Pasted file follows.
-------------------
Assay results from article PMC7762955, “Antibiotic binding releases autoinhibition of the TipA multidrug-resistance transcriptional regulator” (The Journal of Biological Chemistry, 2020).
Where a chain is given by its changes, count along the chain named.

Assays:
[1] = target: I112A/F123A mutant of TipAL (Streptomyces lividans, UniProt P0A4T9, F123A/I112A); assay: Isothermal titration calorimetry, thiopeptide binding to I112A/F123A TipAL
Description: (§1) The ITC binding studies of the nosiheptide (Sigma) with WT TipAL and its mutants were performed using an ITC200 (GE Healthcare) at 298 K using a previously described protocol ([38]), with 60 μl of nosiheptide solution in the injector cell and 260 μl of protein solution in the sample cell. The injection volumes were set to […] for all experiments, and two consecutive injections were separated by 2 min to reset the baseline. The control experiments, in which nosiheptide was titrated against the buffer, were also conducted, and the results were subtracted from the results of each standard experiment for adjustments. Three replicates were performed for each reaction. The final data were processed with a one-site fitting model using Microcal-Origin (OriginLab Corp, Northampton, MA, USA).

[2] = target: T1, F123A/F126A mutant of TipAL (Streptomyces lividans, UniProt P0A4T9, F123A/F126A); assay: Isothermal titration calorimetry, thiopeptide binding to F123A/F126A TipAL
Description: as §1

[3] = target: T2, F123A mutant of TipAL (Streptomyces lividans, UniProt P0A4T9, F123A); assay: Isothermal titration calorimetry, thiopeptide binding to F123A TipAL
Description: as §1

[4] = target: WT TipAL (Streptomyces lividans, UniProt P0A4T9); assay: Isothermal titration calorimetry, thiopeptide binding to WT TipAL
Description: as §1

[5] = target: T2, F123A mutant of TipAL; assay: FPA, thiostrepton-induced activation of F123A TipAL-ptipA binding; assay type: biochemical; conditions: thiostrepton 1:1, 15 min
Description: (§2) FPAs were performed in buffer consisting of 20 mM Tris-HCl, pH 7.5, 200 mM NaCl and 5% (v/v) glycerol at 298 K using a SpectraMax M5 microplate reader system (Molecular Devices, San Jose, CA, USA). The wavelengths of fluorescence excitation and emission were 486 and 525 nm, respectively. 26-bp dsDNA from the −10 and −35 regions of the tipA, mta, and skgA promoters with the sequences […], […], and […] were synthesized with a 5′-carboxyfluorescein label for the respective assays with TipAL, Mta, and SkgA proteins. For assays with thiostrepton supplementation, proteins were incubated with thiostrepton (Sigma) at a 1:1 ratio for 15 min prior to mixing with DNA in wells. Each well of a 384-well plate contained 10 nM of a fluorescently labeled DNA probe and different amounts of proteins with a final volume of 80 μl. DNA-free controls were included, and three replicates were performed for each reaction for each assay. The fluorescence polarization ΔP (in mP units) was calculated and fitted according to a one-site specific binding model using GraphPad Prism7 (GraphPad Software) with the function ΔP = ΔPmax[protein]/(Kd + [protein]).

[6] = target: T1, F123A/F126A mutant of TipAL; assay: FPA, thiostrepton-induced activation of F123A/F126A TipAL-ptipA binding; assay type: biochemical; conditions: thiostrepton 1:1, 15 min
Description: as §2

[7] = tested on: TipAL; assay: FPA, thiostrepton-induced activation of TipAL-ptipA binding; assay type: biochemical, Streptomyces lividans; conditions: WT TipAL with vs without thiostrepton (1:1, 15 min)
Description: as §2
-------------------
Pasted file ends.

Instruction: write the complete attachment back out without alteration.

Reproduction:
Assay results from article PMC7762955, “Antibiotic binding releases autoinhibition of the TipA multidrug-resistance transcriptional regulator” (The Journal of Biological Chemistry, 2020).
Where a chain is given by its changes, count along the chain named.

Assays:
[1] = target: I112A/F123A mutant of TipAL (Streptomyces lividans, UniProt P0A4T9, F123A/I112A); assay: Isothermal titration calorimetry, thiopeptide binding to I112A/F123A TipAL
Description: (§1) The ITC binding studies of the nosiheptide (Sigma) with WT TipAL and its mutants were performed using an ITC200 (GE Healthcare) at 298 K using a previously described protocol ([38]), with 60 μl of nosiheptide solution in the injector cell and 260 μl of protein solution in the sample cell. The injection volumes were set to […] for all experiments, and two consecutive injections were separated by 2 min to reset the baseline. The control experiments, in which nosiheptide was titrated against the buffer, were also conducted, and the results were subtracted from the results of each standard experiment for adjustments. Three replicates were performed for each reaction. The final data were processed with a one-site fitting model using Microcal-Origin (OriginLab Corp, Northampton, MA, USA).

[2] = target: T1, F123A/F126A mutant of TipAL (Streptomyces lividans, UniProt P0A4T9, F123A/F126A); assay: Isothermal titration calorimetry, thiopeptide binding to F123A/F126A TipAL
Description: as §1

[3] = target: T2, F123A mutant of TipAL (Streptomyces lividans, UniProt P0A4T9, F123A); assay: Isothermal titration calorimetry, thiopeptide binding to F123A TipAL
Description: as §1

[4] = target: WT TipAL (Streptomyces lividans, UniProt P0A4T9); assay: Isothermal titration calorimetry, thiopeptide binding to WT TipAL
Description: as §1

[5] = target: T2, F123A mutant of TipAL; assay: FPA, thiostrepton-induced activation of F123A TipAL-ptipA binding; assay type: biochemical; conditions: thiostrepton 1:1, 15 min
Description: (§2) FPAs were performed in buffer consisting of 20 mM Tris-HCl, pH 7.5, 200 mM NaCl and 5% (v/v) glycerol at 298 K using a SpectraMax M5 microplate reader system (Molecular Devices, San Jose, CA, USA). The wavelengths of fluorescence excitation and emission were 486 and 525 nm, respectively. 26-bp dsDNA from the −10 and −35 regions of the tipA, mta, and skgA promoters with the sequences […], […], and […] were synthesized with a 5′-carboxyfluorescein label for the respective assays with TipAL, Mta, and SkgA proteins. For assays with thiostrepton supplementation, proteins were incubated with thiostrepton (Sigma) at a 1:1 ratio for 15 min prior to mixing with DNA in wells. Each well of a 384-well plate contained 10 nM of a fluorescently labeled DNA probe and different amounts of proteins with a final volume of 80 μl. DNA-free controls were included, and three replicates were performed for each reaction for each assay. The fluorescence polarization ΔP (in mP units) was calculated and fitted according to a one-site specific binding model using GraphPad Prism7 (GraphPad Software) with the function ΔP = ΔPmax[protein]/(Kd + [protein]).

[6] = target: T1, F123A/F126A mutant of TipAL; assay: FPA, thiostrepton-induced activation of F123A/F126A TipAL-ptipA binding; assay type: biochemical; conditions: thiostrepton 1:1, 15 min
Description: as §2

[7] = tested on: TipAL; assay: FPA, thiostrepton-induced activation of TipAL-ptipA binding; assay type: biochemical, Streptomyces lividans; conditions: WT TipAL with vs without thiostrepton (1:1, 15 min)
Description: as §2